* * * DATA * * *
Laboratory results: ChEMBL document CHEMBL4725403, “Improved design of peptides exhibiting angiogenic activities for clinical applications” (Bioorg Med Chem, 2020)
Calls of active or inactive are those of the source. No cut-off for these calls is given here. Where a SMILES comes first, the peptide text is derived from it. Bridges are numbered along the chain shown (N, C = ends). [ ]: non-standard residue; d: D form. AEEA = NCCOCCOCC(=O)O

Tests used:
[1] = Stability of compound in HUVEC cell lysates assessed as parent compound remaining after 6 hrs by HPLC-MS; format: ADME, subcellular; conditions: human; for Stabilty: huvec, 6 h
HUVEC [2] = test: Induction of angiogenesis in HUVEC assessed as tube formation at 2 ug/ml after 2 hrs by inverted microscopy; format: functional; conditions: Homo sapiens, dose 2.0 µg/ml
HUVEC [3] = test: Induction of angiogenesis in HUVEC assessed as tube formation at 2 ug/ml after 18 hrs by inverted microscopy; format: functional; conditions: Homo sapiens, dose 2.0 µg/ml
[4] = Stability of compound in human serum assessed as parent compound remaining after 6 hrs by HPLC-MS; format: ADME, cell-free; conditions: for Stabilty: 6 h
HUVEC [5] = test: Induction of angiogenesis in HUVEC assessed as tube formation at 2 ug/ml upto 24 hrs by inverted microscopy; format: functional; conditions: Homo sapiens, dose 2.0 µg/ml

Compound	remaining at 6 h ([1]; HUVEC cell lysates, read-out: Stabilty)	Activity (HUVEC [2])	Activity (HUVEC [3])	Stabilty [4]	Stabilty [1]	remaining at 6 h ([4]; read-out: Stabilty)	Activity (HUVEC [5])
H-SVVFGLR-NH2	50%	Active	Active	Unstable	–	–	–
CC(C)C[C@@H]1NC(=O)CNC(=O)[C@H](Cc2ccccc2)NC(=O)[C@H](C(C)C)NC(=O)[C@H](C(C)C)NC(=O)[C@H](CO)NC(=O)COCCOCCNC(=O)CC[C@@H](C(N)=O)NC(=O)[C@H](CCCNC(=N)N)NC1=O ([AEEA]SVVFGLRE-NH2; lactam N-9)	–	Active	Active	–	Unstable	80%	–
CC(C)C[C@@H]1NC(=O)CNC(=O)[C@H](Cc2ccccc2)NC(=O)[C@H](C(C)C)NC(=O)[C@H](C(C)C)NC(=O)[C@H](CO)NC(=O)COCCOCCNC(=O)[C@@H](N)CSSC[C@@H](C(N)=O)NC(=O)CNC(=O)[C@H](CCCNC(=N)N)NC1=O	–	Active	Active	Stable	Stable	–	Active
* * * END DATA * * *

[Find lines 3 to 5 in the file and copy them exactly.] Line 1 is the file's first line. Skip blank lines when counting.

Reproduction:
Tests used:
[1] = Stability of compound in HUVEC cell lysates assessed as parent compound remaining after 6 hrs by HPLC-MS; format: ADME, subcellular; conditions: human; for Stabilty: huvec, 6 h
HUVEC [2] = test: Induction of angiogenesis in HUVEC assessed as tube formation at 2 ug/ml after 2 hrs by inverted microscopy; format: functional; conditions: Homo sapiens, dose 2.0 µg/ml